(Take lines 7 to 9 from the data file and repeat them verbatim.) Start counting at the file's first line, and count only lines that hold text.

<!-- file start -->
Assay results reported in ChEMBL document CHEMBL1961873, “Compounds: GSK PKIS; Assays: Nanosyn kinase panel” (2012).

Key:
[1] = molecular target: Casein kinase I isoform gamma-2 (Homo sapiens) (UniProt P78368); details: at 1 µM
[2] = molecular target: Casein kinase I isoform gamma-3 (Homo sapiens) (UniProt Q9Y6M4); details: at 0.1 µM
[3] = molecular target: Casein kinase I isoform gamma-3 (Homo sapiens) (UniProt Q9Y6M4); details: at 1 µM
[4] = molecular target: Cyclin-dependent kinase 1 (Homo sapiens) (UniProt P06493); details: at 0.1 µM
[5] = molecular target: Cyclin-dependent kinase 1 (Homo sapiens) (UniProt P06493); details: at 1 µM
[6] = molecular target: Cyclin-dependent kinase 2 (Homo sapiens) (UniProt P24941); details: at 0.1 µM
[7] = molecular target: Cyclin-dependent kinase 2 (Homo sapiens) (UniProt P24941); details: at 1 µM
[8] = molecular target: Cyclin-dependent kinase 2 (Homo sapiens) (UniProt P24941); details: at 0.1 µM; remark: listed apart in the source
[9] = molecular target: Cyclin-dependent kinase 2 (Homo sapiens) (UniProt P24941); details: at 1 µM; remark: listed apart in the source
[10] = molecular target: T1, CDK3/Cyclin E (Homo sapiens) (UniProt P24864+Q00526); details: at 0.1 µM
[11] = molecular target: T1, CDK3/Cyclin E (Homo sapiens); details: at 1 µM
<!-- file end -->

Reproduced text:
[5] = molecular target: Cyclin-dependent kinase 1 (Homo sapiens) (UniProt P06493); details: at 1 µM
[6] = molecular target: Cyclin-dependent kinase 2 (Homo sapiens) (UniProt P24941); details: at 0.1 µM
[7] = molecular target: Cyclin-dependent kinase 2 (Homo sapiens) (UniProt P24941); details: at 1 µM